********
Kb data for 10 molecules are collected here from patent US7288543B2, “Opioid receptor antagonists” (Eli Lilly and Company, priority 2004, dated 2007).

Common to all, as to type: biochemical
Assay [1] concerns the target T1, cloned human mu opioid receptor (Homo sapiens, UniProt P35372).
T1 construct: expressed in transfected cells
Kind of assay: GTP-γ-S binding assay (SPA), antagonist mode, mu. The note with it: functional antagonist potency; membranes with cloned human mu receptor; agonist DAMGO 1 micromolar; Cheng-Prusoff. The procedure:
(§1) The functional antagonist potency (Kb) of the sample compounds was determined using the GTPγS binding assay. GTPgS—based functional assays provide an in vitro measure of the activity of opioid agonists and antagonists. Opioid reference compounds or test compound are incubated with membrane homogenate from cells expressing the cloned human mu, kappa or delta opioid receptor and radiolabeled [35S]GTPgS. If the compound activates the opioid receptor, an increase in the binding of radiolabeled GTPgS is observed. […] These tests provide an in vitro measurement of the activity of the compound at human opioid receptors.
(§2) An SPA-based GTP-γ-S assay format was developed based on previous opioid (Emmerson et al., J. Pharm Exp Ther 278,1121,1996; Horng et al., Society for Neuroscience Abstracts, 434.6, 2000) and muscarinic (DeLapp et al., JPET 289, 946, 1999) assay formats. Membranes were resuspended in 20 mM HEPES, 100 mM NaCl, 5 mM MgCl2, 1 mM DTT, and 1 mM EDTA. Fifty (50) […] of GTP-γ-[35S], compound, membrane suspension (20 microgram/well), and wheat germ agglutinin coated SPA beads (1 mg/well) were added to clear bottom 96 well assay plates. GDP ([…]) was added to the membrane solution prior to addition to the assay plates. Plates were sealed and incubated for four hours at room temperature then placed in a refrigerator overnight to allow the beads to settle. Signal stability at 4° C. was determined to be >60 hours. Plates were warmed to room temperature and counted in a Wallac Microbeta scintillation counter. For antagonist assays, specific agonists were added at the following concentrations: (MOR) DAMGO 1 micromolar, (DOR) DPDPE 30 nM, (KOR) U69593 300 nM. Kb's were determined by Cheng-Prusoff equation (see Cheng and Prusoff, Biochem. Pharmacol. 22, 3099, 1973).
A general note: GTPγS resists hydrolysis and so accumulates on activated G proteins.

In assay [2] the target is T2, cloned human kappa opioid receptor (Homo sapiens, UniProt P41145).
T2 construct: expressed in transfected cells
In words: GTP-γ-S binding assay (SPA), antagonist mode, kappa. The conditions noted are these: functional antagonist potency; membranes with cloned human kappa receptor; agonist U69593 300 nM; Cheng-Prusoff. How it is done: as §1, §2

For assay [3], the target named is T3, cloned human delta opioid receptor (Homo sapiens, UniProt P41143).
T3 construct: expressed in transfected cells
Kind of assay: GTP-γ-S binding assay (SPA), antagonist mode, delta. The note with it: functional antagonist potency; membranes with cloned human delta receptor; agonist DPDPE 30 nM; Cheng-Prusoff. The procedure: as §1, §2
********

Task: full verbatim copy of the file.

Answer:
Kb data for 10 molecules are collected here from patent US7288543B2, “Opioid receptor antagonists” (Eli Lilly and Company, priority 2004, dated 2007).

Common to all, as to type: biochemical
Assay [1] concerns the target T1, cloned human mu opioid receptor (Homo sapiens, UniProt P35372).
T1 construct: expressed in transfected cells
Kind of assay: GTP-γ-S binding assay (SPA), antagonist mode, mu. The note with it: functional antagonist potency; membranes with cloned human mu receptor; agonist DAMGO 1 micromolar; Cheng-Prusoff. The procedure:
(§1) The functional antagonist potency (Kb) of the sample compounds was determined using the GTPγS binding assay. GTPgS—based functional assays provide an in vitro measure of the activity of opioid agonists and antagonists. Opioid reference compounds or test compound are incubated with membrane homogenate from cells expressing the cloned human mu, kappa or delta opioid receptor and radiolabeled [35S]GTPgS. If the compound activates the opioid receptor, an increase in the binding of radiolabeled GTPgS is observed. […] These tests provide an in vitro measurement of the activity of the compound at human opioid receptors.
(§2) An SPA-based GTP-γ-S assay format was developed based on previous opioid (Emmerson et al., J. Pharm Exp Ther 278,1121,1996; Horng et al., Society for Neuroscience Abstracts, 434.6, 2000) and muscarinic (DeLapp et al., JPET 289, 946, 1999) assay formats. Membranes were resuspended in 20 mM HEPES, 100 mM NaCl, 5 mM MgCl2, 1 mM DTT, and 1 mM EDTA. Fifty (50) […] of GTP-γ-[35S], compound, membrane suspension (20 microgram/well), and wheat germ agglutinin coated SPA beads (1 mg/well) were added to clear bottom 96 well assay plates. GDP ([…]) was added to the membrane solution prior to addition to the assay plates. Plates were sealed and incubated for four hours at room temperature then placed in a refrigerator overnight to allow the beads to settle. Signal stability at 4° C. was determined to be >60 hours. Plates were warmed to room temperature and counted in a Wallac Microbeta scintillation counter. For antagonist assays, specific agonists were added at the following concentrations: (MOR) DAMGO 1 micromolar, (DOR) DPDPE 30 nM, (KOR) U69593 300 nM. Kb's were determined by Cheng-Prusoff equation (see Cheng and Prusoff, Biochem. Pharmacol. 22, 3099, 1973).
A general note: GTPγS resists hydrolysis and so accumulates on activated G proteins.

In assay [2] the target is T2, cloned human kappa opioid receptor (Homo sapiens, UniProt P41145).
T2 construct: expressed in transfected cells
In words: GTP-γ-S binding assay (SPA), antagonist mode, kappa. The conditions noted are these: functional antagonist potency; membranes with cloned human kappa receptor; agonist U69593 300 nM; Cheng-Prusoff. How it is done: as §1, §2

For assay [3], the target named is T3, cloned human delta opioid receptor (Homo sapiens, UniProt P41143).
T3 construct: expressed in transfected cells
Kind of assay: GTP-γ-S binding assay (SPA), antagonist mode, delta. The note with it: functional antagonist potency; membranes with cloned human delta receptor; agonist DPDPE 30 nM; Cheng-Prusoff. The procedure: as §1, §2